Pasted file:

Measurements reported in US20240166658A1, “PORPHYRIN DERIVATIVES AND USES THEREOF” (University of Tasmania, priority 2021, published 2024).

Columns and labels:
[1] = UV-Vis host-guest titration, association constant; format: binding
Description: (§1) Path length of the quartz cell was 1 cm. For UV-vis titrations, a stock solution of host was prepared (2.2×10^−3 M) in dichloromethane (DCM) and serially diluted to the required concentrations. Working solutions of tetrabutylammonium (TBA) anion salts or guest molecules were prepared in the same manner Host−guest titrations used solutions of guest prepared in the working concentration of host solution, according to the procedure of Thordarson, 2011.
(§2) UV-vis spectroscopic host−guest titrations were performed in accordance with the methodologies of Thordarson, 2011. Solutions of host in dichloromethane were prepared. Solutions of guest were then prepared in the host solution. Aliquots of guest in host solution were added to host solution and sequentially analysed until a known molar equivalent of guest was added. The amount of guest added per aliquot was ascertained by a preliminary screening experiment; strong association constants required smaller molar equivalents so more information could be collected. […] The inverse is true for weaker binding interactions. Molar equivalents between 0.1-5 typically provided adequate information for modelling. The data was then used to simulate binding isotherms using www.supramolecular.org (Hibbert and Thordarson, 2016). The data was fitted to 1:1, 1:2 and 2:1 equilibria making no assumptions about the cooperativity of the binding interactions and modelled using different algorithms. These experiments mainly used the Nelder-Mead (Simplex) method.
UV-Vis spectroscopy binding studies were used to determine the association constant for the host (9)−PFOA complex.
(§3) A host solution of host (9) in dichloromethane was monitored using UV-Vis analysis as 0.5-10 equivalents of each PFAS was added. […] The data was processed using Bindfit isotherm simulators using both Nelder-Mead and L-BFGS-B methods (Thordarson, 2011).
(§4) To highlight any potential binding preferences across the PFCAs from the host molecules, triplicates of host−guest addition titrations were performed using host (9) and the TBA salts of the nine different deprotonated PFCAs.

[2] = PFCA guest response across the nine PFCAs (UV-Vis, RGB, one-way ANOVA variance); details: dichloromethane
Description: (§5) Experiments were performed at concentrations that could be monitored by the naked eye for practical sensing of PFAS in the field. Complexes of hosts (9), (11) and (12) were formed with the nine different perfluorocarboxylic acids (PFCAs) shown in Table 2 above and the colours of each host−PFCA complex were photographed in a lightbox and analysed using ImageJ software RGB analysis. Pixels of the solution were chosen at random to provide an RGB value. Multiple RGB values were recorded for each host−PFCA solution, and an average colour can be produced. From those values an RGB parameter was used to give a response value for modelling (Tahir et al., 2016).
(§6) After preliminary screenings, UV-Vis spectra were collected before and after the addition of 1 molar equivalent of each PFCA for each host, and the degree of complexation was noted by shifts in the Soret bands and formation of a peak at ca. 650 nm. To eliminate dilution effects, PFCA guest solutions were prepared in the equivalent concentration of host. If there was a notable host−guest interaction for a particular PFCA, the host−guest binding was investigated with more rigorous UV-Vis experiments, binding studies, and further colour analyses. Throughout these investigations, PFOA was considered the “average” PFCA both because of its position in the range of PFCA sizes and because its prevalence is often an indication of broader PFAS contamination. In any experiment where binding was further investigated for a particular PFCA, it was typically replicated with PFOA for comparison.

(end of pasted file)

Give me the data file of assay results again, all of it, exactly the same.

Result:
Measurements reported in US20240166658A1, “PORPHYRIN DERIVATIVES AND USES THEREOF” (University of Tasmania, priority 2021, published 2024).

Columns and labels:
[1] = UV-Vis host-guest titration, association constant; format: binding
Description: (§1) Path length of the quartz cell was 1 cm. For UV-vis titrations, a stock solution of host was prepared (2.2×10^−3 M) in dichloromethane (DCM) and serially diluted to the required concentrations. Working solutions of tetrabutylammonium (TBA) anion salts or guest molecules were prepared in the same manner Host−guest titrations used solutions of guest prepared in the working concentration of host solution, according to the procedure of Thordarson, 2011.
(§2) UV-vis spectroscopic host−guest titrations were performed in accordance with the methodologies of Thordarson, 2011. Solutions of host in dichloromethane were prepared. Solutions of guest were then prepared in the host solution. Aliquots of guest in host solution were added to host solution and sequentially analysed until a known molar equivalent of guest was added. The amount of guest added per aliquot was ascertained by a preliminary screening experiment; strong association constants required smaller molar equivalents so more information could be collected. […] The inverse is true for weaker binding interactions. Molar equivalents between 0.1-5 typically provided adequate information for modelling. The data was then used to simulate binding isotherms using www.supramolecular.org (Hibbert and Thordarson, 2016). The data was fitted to 1:1, 1:2 and 2:1 equilibria making no assumptions about the cooperativity of the binding interactions and modelled using different algorithms. These experiments mainly used the Nelder-Mead (Simplex) method.
UV-Vis spectroscopy binding studies were used to determine the association constant for the host (9)−PFOA complex.
(§3) A host solution of host (9) in dichloromethane was monitored using UV-Vis analysis as 0.5-10 equivalents of each PFAS was added. […] The data was processed using Bindfit isotherm simulators using both Nelder-Mead and L-BFGS-B methods (Thordarson, 2011).
(§4) To highlight any potential binding preferences across the PFCAs from the host molecules, triplicates of host−guest addition titrations were performed using host (9) and the TBA salts of the nine different deprotonated PFCAs.

[2] = PFCA guest response across the nine PFCAs (UV-Vis, RGB, one-way ANOVA variance); details: dichloromethane
Description: (§5) Experiments were performed at concentrations that could be monitored by the naked eye for practical sensing of PFAS in the field. Complexes of hosts (9), (11) and (12) were formed with the nine different perfluorocarboxylic acids (PFCAs) shown in Table 2 above and the colours of each host−PFCA complex were photographed in a lightbox and analysed using ImageJ software RGB analysis. Pixels of the solution were chosen at random to provide an RGB value. Multiple RGB values were recorded for each host−PFCA solution, and an average colour can be produced. From those values an RGB parameter was used to give a response value for modelling (Tahir et al., 2016).
(§6) After preliminary screenings, UV-Vis spectra were collected before and after the addition of 1 molar equivalent of each PFCA for each host, and the degree of complexation was noted by shifts in the Soret bands and formation of a peak at ca. 650 nm. To eliminate dilution effects, PFCA guest solutions were prepared in the equivalent concentration of host. If there was a notable host−guest interaction for a particular PFCA, the host−guest binding was investigated with more rigorous UV-Vis experiments, binding studies, and further colour analyses. Throughout these investigations, PFOA was considered the “average” PFCA both because of its position in the range of PFCA sizes and because its prevalence is often an indication of broader PFAS contamination. In any experiment where binding was further investigated for a particular PFCA, it was typically replicated with PFOA for comparison.